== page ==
The Boyhood Home of President Woodrow Wilson is located in Augusta-Richmond County, Georgia. This home was where Wilson lived from 1860-1870. It is now a museum that is open for public tours and events.
It includes a library, study and kitchen which are open to the public. The home has been restored to its original appearance from the time of Wilson’s childhood.
It also contains photographs and artifacts from his time as President of the United States. The museum also offers a range of educational programs and lectures on the life of Woodrow Wilson.
The museum focuses on the history of the community and features permanent exhibits on the history of Augusta, early Augusta settlers, the medical history of the area, Native American artifacts, and the cultural and political history of the city.
In addition to the permanent exhibits, there are also rotating exhibitions that feature artwork from national and international artists. The museum also provides educational lectures, activities and workshops for adults and children. The Augusta Museum of History also has a gift shop and a research library.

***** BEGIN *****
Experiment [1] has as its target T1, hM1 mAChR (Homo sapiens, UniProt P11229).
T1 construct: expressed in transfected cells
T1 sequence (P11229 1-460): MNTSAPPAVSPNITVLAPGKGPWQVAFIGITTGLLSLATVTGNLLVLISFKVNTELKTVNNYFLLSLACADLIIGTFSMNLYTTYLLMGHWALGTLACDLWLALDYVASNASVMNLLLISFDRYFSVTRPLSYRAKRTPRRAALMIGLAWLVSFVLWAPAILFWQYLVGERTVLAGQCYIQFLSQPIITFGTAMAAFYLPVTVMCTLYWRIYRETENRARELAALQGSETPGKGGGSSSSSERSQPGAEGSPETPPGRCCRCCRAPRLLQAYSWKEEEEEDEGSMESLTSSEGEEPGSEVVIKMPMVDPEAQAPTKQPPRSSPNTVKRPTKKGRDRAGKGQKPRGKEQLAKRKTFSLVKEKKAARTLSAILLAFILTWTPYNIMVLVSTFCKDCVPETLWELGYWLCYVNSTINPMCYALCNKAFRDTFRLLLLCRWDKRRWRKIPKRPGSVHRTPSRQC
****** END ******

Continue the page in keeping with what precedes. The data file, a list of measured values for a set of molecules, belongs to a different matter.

Old Government House in Augusta-Richmond County, GA was built in 1799 and is one of the oldest buildings in Augusta. The house was built by William Harris during the time when Augusta was a state capitol.
It served as the governor’s mansion and the Capitol Executive Building, as well as the county’s administrative center. The house underwent several renovations over the centuries and was most recently restored in 2000.
It is now open to the public as a museum, and visitors can tour the house and surrounding grounds. The house is listed on the National Register of Historic Places and is a part of the Augusta Canal National Landmark Historic District.